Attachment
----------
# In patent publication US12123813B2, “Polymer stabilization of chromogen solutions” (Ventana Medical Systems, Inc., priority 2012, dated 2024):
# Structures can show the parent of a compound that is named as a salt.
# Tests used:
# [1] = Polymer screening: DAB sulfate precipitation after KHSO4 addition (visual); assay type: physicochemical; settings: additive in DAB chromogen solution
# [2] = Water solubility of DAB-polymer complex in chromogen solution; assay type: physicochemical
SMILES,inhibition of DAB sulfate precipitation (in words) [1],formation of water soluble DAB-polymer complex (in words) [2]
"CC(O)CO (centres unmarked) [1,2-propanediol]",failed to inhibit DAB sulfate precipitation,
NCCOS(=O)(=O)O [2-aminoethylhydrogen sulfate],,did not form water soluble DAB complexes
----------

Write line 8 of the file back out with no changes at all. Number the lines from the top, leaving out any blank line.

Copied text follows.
NCCOS(=O)(=O)O [2-aminoethylhydrogen sulfate],,did not form water soluble DAB complexes